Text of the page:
By on November 29, 2016

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Do you remember the last Volvo commercial you saw? Or any Volvo commercial?

If the answer is “no,” you clearly haven’t seen the videos offered up by Volvo Trucks, which somehow manage to make 18-wheelers seem as alluring as a two-seat droptop. By staging stunts that compel viewers to seek out a heavy truck license, the company’s online videos have given the truck maker a strong media presence and plenty of word of mouth.

It’s too bad that Volvo Cars (long since snatched from under the Volvo Group corporate umbrella) can’t do the same thing.

The latest Volvo Trucks video features a paragliding stuntman towed by one of the company’s newest big rigs. To show off the performance of the vehicle’s I-Shift dual clutch transmission — which nearly eliminates torque loss under harsh driving conditions — the truck and “passenger” sail through the mountains of Croatia, dodging vehicles, cyclists and, at one point, a bridge.

The paraglider barks commands at the driver through a mic, pushing her to maintain certain speeds on the winding roadway so as to avoid an untidy demise.

Other entries in the company’s “Live Test” series show Volvo trucks punching through concrete buildings, high-centering themselves on a guardrail (check out that skid plate performance, everyone), fording deep water, suspending tight rope-walking ballerinas, and ferrying action star Jean-Claude Van Damme (on two trucks at the same time).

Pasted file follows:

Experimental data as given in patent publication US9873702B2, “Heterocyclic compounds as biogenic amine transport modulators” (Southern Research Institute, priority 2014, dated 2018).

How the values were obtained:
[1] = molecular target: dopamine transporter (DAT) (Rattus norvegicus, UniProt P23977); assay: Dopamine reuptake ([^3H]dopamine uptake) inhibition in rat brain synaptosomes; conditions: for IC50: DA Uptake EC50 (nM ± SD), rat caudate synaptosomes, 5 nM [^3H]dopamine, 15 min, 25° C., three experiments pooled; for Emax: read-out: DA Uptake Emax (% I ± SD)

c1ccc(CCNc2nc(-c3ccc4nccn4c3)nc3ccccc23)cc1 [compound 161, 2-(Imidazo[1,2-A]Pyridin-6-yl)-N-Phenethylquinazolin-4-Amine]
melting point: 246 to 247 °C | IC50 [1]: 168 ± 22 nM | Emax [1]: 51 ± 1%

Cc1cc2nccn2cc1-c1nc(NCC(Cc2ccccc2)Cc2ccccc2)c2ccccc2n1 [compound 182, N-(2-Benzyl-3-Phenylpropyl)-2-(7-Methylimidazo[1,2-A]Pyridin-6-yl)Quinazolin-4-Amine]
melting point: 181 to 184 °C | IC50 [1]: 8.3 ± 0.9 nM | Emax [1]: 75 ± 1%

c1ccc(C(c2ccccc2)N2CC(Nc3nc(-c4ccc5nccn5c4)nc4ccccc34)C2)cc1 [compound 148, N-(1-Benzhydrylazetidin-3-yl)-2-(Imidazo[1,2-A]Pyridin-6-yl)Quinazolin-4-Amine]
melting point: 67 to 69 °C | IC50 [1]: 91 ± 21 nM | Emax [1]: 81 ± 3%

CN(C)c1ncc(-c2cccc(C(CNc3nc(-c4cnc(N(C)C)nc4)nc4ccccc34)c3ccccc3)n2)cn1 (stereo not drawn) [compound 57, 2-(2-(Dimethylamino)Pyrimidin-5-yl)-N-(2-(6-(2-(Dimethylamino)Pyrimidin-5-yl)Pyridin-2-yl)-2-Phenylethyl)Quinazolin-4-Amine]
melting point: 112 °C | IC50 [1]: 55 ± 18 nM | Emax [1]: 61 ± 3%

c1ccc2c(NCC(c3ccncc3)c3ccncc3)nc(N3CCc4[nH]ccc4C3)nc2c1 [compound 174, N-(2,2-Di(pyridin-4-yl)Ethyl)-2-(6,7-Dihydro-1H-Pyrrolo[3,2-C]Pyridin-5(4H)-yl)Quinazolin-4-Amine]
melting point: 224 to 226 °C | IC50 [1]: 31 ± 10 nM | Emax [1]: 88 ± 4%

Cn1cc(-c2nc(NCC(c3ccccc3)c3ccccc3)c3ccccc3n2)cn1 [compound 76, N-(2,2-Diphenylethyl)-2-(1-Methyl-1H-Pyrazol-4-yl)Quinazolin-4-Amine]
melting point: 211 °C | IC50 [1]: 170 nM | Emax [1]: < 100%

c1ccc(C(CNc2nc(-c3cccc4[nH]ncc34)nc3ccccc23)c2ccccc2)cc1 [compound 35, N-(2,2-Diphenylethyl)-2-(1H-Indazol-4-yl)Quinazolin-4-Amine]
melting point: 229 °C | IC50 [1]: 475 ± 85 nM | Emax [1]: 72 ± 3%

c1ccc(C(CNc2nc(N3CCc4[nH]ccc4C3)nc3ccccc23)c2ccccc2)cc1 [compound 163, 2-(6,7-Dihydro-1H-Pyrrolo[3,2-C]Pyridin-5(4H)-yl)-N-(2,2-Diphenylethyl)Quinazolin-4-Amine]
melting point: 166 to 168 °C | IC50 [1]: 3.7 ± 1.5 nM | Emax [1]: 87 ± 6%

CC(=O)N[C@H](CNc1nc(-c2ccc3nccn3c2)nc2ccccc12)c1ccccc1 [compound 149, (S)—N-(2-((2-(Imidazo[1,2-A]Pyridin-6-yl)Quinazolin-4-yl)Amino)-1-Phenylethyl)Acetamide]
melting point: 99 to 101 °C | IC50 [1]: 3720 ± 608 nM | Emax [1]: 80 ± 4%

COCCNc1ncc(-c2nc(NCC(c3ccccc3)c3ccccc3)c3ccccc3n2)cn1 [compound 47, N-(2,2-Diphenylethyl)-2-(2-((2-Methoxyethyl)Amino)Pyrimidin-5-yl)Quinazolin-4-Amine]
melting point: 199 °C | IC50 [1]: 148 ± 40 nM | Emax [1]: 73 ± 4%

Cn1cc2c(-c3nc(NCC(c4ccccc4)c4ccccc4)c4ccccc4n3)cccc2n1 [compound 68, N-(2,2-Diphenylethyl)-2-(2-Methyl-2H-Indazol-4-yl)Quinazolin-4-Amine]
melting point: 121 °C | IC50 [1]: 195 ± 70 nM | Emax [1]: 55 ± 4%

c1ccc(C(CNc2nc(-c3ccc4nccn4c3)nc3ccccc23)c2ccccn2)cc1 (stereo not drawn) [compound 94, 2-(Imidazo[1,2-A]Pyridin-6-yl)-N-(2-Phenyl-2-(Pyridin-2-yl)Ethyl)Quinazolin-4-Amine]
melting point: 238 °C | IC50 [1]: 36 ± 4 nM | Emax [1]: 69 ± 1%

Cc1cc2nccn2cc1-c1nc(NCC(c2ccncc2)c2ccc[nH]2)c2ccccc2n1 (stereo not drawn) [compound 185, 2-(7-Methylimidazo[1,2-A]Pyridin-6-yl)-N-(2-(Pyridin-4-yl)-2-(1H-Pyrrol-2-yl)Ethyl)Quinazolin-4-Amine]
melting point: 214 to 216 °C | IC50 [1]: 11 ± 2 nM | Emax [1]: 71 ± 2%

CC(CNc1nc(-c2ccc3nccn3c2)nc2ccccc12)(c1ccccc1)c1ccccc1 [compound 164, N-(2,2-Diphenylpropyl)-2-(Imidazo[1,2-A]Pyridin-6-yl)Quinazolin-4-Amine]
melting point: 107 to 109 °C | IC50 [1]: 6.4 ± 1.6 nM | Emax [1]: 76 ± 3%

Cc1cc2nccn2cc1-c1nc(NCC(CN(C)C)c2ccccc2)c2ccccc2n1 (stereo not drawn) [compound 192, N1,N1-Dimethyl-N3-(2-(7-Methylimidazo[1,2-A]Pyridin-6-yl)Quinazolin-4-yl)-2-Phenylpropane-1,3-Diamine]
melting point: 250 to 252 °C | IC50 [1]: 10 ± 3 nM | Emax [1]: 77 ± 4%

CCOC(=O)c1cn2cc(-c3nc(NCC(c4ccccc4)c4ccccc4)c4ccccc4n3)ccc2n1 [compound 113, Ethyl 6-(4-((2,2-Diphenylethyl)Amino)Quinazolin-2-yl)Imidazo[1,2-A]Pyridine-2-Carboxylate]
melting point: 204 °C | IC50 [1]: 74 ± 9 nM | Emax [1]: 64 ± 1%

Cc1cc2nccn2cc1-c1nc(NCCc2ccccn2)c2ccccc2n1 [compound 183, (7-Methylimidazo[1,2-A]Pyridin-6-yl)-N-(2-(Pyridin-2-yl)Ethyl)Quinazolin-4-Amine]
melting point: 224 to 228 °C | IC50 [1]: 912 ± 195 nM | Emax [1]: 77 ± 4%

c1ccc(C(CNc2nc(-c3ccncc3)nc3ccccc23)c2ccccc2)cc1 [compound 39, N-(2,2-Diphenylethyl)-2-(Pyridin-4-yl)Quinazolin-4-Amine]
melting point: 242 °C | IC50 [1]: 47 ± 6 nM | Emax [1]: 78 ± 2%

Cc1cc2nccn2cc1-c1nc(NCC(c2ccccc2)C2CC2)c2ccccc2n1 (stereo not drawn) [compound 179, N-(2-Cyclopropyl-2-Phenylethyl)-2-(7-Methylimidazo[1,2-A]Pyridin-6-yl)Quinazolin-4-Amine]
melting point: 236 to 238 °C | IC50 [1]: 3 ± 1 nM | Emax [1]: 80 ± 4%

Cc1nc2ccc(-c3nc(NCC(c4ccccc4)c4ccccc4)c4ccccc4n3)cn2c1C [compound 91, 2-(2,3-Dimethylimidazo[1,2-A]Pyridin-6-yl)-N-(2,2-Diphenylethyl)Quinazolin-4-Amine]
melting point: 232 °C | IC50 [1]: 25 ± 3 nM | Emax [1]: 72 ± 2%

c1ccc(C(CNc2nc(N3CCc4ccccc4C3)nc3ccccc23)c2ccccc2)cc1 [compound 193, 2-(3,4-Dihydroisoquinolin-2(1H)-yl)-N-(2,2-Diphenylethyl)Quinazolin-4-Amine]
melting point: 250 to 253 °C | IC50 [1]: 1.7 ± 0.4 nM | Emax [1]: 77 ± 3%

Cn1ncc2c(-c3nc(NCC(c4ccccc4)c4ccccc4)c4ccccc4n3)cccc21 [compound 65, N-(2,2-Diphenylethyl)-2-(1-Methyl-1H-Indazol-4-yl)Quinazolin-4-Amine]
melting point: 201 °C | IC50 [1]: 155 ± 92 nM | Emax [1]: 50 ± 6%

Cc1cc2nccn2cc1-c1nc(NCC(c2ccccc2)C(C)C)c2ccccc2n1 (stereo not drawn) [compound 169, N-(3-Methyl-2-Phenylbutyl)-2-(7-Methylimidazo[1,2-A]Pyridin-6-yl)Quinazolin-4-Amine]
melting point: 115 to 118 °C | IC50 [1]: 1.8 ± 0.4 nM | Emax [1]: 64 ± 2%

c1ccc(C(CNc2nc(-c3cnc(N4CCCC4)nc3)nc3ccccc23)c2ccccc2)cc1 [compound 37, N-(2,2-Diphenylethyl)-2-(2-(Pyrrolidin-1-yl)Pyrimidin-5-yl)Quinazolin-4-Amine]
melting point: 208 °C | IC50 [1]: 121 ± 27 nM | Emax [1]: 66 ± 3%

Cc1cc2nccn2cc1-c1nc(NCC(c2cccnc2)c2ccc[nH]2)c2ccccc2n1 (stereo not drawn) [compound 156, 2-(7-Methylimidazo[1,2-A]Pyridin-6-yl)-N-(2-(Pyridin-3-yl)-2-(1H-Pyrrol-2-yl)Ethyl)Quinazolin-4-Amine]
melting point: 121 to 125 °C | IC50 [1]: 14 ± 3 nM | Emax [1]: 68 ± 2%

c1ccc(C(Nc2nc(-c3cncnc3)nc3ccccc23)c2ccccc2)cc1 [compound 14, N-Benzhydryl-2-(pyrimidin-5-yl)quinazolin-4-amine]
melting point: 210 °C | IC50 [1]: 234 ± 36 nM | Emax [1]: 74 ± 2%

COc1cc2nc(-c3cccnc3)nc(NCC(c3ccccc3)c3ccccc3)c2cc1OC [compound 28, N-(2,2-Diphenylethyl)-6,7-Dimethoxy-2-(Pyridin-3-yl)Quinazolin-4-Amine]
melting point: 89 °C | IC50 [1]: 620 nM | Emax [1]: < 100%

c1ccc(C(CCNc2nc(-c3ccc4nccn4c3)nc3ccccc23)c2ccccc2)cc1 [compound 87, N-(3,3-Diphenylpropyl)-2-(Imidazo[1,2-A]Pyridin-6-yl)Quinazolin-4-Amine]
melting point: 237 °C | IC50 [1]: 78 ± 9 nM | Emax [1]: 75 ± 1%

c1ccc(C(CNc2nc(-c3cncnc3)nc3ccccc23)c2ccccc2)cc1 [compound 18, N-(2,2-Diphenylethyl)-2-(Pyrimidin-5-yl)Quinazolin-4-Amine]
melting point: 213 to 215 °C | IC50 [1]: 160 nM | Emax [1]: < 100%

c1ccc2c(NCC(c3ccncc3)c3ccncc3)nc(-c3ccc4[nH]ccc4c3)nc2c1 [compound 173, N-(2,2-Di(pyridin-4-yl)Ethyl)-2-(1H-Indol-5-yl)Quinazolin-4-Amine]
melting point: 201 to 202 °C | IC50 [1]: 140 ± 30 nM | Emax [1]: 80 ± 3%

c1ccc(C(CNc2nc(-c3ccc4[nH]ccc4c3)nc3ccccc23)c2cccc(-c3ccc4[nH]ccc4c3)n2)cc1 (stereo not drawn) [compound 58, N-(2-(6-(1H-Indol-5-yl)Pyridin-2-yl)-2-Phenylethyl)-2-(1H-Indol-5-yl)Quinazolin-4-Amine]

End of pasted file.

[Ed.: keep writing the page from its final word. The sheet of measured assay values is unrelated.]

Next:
Contrast this with Volvo Cars, which finds itself at the beginning of a long-awaited American sales turnaround. No one can deny the new S90/V90 are attractive vehicles, but the ads seem to showcase the roads less traveled more than the vehicle on them. For some, that works. Sweden is stark and majestic, and sure, who doesn’t long for an adventure into the beautiful backcountry? There’s a romantic feeling to all of that.

Still, it’s hard not to think of the automaker’s brilliant 1960s commercials that focused solely on the car and its capabilities. That campaign, which featured one 121 Amazon being driven on a torturous rally-style commute (“drive it like you hate it”), helped introduce the model to a skeptical America.

Well, Volvo needs America to learn to love it all over again, so maybe it’s time to take a page from the no-longer-affiliated Volvo Trucks. That, or return to the marketing brilliance of the ’60s. Somehow.

[Image capture: Volvo Trucks/YouTube]

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